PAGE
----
Book a Tour Book a Tour Enrol Online Enrol Online Prospectus Prospectus

The COVID-19 pandemic has revealed how vital strong connections and relationships are for student wellbeing. 

While teaching and learning during the COVID-19 pandemic has been challenging, it hasn’t all been bad news. Benefits, such as a rapid increase in digital literacy have paved the way for interesting discussions about what education might look like in the future. What has been revealed through the COVID-19 lens, however, is just how vital strong connections and relationships are for student wellbeing.  

New protocols

For Helen Moore, Deputy Head of Junior School at Ivanhoe Girls’ Grammar School, the transition to offsite learning back in Term 1 was a steep learning curve. “The first few weeks were incredibly busy for class teachers, but we’ve got to a model that we think has worked really well,” she says.

For the primary school-aged students at Ivanhoe Girls’ it has been important to provide a lot of structure to the timetable, including daily Zoom sessions with class teachers, numeracy and literacy sessions built into the week, plus specialist lessons in Art, French and Music. Teachers have encouraged students to be more independent in their learning, says Mrs Moore. “They’ve learnt some really complicated skills, like how to submit due work, they are writing emails really well, they are planning their learning really well.” 

Students have embraced new learning protocols for the Zoom classroom, says Mrs Moore. “They’ve learnt when to mute and unmute, they know not to use the Chat feature or draw on the electronic whiteboard. They are all normal classroom protocols but they’ve been translated to an online environment,” she says. 

Connection is crucial

However, there is no doubt that during the COVID-19 lockdowns, face-to-face contact between teachers and students has been at a minimum. At the same time, a strong nurturing relationship between student and teacher has never been more crucial to foster engagement, motivation, learning and emotional wellbeing.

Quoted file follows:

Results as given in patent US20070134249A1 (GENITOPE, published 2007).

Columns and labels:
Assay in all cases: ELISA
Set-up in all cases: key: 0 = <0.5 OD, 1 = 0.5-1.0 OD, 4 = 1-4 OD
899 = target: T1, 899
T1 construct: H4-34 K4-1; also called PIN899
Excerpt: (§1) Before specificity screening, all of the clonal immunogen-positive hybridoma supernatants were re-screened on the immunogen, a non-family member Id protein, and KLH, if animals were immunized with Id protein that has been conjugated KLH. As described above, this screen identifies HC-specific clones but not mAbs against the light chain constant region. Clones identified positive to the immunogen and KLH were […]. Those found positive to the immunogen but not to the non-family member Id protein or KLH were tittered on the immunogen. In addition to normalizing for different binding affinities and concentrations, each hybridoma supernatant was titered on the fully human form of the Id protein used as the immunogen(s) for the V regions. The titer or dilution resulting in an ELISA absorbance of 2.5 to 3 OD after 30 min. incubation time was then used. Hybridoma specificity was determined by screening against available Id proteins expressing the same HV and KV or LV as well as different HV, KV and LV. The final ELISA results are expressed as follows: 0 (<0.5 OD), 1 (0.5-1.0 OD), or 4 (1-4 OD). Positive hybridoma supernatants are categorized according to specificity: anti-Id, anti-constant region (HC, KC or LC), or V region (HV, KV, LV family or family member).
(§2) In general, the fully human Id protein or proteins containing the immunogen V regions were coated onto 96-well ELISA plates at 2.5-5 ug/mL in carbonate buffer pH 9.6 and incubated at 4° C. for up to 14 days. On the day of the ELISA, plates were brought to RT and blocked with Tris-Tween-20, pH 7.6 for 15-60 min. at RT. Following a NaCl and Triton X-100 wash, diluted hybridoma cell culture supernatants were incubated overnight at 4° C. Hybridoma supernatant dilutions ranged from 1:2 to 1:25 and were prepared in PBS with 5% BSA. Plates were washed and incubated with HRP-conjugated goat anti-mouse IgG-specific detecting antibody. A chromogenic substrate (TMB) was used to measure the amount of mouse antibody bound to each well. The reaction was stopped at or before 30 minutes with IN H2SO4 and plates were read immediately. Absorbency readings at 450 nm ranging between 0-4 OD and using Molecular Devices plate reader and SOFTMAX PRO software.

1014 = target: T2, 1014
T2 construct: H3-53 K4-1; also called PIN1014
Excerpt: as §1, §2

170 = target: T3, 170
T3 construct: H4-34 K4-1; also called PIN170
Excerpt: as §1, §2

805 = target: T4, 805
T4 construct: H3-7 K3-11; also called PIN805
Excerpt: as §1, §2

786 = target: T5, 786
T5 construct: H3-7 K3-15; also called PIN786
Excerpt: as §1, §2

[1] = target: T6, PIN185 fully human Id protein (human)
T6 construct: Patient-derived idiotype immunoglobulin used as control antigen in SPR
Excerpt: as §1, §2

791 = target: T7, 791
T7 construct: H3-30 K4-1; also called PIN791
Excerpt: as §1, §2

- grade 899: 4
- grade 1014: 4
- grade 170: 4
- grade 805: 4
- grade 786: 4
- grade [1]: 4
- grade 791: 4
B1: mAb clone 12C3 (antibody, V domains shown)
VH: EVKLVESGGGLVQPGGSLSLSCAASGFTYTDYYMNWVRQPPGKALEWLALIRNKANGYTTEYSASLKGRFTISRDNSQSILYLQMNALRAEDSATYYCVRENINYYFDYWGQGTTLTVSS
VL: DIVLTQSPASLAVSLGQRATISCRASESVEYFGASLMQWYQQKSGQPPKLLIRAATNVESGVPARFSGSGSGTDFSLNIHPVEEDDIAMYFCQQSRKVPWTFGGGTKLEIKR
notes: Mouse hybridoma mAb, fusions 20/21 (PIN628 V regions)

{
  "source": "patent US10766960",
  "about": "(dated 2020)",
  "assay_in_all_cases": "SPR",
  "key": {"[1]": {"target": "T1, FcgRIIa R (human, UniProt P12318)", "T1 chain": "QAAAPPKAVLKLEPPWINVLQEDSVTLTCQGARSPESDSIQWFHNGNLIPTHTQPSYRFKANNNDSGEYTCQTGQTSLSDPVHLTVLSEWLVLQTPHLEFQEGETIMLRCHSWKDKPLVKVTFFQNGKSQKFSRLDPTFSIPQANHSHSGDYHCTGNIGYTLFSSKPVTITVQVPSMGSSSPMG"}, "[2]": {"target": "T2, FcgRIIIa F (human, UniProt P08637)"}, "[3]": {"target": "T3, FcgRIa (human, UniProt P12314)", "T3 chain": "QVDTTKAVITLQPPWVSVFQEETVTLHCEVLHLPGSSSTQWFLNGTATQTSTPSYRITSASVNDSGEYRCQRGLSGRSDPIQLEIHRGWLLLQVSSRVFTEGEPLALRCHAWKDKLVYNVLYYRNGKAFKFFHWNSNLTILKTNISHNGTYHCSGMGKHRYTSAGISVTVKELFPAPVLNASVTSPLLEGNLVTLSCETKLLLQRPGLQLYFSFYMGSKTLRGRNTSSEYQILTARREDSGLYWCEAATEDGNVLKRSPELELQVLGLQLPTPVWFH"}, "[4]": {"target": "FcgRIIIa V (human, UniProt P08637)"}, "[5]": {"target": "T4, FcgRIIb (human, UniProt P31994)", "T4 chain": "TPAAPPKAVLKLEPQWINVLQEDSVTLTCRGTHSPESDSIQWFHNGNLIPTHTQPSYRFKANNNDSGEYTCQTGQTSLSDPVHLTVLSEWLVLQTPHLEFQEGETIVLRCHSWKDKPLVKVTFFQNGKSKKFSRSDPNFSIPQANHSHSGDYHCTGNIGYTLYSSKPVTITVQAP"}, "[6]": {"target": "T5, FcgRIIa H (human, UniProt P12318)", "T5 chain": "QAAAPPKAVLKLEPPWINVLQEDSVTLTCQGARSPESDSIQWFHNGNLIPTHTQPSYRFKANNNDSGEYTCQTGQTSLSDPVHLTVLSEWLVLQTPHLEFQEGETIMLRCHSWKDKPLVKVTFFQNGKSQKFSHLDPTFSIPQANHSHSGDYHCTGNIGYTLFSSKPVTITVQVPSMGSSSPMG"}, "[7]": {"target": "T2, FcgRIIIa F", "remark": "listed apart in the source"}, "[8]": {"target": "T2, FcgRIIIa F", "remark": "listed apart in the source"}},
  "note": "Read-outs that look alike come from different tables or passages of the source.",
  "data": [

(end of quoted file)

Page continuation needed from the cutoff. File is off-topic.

Which is why a strong sense of school belonging, confidence and well-developed connections between staff and students have proven critical to the success of the offsite learning program at Ivanhoe Girls’. 

These robust connections have been forged in the earliest years of a student’s education. “We work closely as a team to acknowledge and monitor the tracking of progress for all students,” explains Mrs Moore, who coordinates an Individual Differences program, which provides tailored learning support and extension to all students in the Junior School. “In particular we help out with the ones who need a bit more either at the support end or the extension end,” she adds.

Every year, each student in Junior School is surveyed by their classroom teacher to find out what their individual passions and interests are. Coupled with information from parents and teacher feedback, these surveys form the framework for identifying students who might benefit from extra opportunities, such as GATEWAYS, Maths and Science Olympiads, sport, dance, art or robotics incursions.

The power in being understood

“Every student has different interests and different levels and strengths,” explains Mrs Moore.

She describes a quote displayed in her classroom. “Fair is not giving everyone the same. It's about providing everybody what they need to succeed,” she says.  “I think that’s a perfect quote for what we try and do. We know that in order to help everyone succeed we have to do things differently for different students.” 

Offering support and extension opportunities to students is a way of acknowledging each child as an individual, suggests Mrs Moore. “It’s quite a relief for them to be acknowledged,” she says. “It’s very reassuring to know that someone else knows them in that way. It helps them feel connected when someone recognises them and who they are. And they can have a mentor who supports them.”

It’s this sense of deep understanding of each child that forges confidence, connection and a sense of belonging in students. During offsite learning, it’s been more important than ever.